I was introduced to Scott by another Venetophile, shortly after he published his novel Losing Venice. Luckily for me, he also agreed to write a chapter for First Spritz Is Free: Confessions of Venice Addicts. Though Scott used to live in the Bay Area near me, we’ve never yet met. One day we’ll be in Venice at the same time, I’m sure. Scott Stavrou is from Las Vegas and a graduate of Georgetown University. He has lived and worked as a writer in San Francisco, Prague, and Venice. He presently lives on a small Greek island. He has written fiction and non-fiction for numerous publications in America and Europe and was awarded a PEN International Hemingway prize for short fiction. Losing Venice is his second book.
How has Venice seduced you?
First suddenly and then slowly. Everyone has an idea of Venice in their minds but somehow the reality of it still manages to exceed expectations. Every time I visited, I became more besotted, discovered more things to love about her, until eventually just visiting Venice was not enough: my wife and I picked up and moved there for a magical year. Even then, it was not enough Venice and the love of Venice took hold strongly enough that I eventually wrote a novel, Losing Venice, that I hope evokes some of those feelings of falling in love with Venice, of the challenge of how you can accept the rest of the world when you’ve had a taste of someplace that is so completely and unbelievably so unlike anywhere else.
What do you never fail to do in Venice?
Because I loved living in the Dorsoduro, I always head straight to Campo Santa Margherita, where I feel like I get a taste of more of the real life of Venice, some of the every day, or at least what was, for a fortunate time, my every day. And even further from the tourists and the canals, I find that it always remains sublime, different depending on the day or the weather but somehow always imbued with a magical sublime sameness.
What is your Venice soundtrack?
For me Venice is the music: the gentle lapping of canal waters on the fondamenta, the pealing of the church bells, the splash of a gondolier’s oar. But if I have to pick a song, there was one late night when we lived there that my wife and I were walking home through a dark Dorsoduro calle and heard Sinatra’s “My Way” sounding out someone’s open window and shared a small swaying dance along the canal in the night. I think “My Way,” does quite well for a paean to Venice. A place that has always done things its own way and even somehow always seems like the end is near. There’s a Venetian saying, “Sempre crolla, ma non cade,” it’s always crumbling, but it never falls.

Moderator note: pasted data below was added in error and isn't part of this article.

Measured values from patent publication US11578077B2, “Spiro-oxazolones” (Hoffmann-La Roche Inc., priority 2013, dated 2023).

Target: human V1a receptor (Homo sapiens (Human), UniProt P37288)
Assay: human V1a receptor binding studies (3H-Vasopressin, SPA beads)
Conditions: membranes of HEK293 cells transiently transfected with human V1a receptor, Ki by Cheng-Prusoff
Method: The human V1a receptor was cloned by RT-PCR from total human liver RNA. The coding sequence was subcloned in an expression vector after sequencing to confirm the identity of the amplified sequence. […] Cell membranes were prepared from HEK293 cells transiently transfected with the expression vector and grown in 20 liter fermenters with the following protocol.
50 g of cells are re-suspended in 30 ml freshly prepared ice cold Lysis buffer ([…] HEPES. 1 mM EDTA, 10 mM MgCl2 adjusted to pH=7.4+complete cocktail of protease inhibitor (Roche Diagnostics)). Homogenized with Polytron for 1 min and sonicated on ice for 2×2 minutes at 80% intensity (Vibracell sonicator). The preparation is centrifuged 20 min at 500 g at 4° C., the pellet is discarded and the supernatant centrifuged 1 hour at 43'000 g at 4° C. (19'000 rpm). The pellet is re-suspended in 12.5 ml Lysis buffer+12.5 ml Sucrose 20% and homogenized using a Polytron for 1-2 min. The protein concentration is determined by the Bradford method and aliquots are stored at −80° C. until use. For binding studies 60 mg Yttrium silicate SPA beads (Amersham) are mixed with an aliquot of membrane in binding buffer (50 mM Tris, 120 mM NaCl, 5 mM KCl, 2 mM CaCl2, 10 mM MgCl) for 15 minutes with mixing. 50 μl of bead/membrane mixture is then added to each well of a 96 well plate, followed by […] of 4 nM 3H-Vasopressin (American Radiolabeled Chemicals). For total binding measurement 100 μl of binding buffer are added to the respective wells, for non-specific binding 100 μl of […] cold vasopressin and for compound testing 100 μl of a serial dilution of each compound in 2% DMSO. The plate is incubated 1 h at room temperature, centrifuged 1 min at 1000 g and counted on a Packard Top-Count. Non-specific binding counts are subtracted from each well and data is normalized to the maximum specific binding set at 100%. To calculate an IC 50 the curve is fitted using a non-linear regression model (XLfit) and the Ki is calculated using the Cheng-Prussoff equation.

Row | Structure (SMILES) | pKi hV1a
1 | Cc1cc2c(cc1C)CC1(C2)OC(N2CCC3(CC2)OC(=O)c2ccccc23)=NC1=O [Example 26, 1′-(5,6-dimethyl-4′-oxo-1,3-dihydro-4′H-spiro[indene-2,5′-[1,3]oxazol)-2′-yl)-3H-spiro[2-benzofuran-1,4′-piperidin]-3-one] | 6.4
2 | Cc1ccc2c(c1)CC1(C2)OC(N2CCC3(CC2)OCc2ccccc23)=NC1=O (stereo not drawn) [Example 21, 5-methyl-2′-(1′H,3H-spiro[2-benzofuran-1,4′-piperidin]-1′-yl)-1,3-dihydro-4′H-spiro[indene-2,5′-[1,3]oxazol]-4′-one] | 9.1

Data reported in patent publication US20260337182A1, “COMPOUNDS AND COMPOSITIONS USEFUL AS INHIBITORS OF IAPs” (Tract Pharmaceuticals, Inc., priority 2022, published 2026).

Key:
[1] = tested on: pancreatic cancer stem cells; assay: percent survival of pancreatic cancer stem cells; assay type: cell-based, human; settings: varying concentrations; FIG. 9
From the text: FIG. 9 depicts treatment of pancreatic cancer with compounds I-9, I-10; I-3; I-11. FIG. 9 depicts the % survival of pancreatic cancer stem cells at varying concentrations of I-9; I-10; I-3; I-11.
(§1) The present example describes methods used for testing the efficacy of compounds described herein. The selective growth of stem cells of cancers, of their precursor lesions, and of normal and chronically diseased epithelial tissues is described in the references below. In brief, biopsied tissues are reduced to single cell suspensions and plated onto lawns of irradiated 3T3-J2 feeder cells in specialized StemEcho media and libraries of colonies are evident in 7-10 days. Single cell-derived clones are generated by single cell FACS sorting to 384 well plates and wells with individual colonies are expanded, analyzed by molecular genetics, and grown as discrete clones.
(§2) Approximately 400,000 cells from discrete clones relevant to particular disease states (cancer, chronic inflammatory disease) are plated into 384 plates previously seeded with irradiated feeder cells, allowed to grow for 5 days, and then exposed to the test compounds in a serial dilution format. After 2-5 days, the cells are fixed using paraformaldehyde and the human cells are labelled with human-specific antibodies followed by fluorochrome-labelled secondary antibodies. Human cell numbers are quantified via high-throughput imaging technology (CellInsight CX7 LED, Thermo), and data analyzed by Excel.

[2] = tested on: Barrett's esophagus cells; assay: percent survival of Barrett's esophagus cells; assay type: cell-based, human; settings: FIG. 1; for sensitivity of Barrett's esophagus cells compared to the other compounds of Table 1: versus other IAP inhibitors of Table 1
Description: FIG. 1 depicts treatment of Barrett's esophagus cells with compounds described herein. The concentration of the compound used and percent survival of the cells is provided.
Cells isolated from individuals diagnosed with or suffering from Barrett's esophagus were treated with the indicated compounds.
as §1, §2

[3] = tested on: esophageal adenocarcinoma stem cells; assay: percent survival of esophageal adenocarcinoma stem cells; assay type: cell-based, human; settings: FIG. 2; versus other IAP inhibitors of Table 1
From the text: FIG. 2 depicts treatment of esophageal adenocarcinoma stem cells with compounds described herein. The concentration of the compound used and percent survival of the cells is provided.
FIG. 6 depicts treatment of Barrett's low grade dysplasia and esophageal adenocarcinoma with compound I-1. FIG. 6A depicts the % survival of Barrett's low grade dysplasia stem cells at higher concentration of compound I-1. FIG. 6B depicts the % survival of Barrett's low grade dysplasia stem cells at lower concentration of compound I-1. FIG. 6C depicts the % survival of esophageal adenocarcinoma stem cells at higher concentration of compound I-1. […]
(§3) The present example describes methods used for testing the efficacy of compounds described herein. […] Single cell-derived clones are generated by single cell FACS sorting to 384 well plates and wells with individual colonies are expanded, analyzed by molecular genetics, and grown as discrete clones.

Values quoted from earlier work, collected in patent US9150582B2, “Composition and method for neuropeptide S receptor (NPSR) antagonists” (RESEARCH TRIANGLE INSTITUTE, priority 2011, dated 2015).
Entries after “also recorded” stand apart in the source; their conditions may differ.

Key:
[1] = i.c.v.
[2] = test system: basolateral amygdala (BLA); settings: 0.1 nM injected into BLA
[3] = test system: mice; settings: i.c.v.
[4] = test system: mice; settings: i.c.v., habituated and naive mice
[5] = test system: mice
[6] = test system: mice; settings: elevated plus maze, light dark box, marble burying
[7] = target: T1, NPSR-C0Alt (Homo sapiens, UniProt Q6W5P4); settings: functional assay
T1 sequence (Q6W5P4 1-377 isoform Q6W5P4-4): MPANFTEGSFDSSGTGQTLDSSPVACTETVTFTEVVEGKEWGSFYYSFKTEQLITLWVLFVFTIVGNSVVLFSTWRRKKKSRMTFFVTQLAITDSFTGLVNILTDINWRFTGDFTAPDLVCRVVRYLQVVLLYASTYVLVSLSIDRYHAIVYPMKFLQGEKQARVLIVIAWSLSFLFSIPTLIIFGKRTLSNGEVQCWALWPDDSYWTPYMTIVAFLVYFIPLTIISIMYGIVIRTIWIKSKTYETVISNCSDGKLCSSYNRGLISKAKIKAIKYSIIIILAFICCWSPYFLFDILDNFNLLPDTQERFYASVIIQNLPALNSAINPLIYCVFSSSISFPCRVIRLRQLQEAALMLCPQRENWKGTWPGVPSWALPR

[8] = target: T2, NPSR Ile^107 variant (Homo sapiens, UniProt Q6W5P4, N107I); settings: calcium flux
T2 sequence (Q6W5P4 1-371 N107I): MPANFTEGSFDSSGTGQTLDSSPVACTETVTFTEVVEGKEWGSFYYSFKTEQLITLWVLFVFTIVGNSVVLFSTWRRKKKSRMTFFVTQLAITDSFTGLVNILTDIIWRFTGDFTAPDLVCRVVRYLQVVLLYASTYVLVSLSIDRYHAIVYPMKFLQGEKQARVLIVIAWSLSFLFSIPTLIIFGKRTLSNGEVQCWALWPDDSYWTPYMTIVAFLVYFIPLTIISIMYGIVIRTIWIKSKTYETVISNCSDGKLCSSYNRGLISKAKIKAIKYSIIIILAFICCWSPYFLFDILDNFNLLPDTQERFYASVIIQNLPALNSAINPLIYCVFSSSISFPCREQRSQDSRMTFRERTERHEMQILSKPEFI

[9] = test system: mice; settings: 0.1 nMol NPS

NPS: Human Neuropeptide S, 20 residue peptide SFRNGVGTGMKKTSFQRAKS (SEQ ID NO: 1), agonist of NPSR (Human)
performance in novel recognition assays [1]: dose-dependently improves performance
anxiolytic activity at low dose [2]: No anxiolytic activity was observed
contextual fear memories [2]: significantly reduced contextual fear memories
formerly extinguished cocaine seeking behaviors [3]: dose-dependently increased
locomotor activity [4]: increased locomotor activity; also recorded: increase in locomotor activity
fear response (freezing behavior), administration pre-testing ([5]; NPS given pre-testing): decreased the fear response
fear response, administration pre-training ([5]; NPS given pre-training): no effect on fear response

Walk or take a boat?
Walking. Even after living there for a time I’m still always able to get gloriously lost wandering through Venice, and I think it’s one of the most magical walking places in the world, strolling the old sentinel stones. Though it is nice to stand up on a traghetto crossing the Grand Canal and see Venice from the water for an instant, I’m always most happy to savor Venice slowly by foot.
Which church or campo best epitomizes you? Please explain.
Like I said, I consider Campo Santa Margherita to be Venice’s finest, and one could do much worse than be epitomized by that marvelous public space. Perhaps a bit more pedestrian than some other spots but the idea of just being regular and everyday and surrounded by magic seems a pretty good way to live.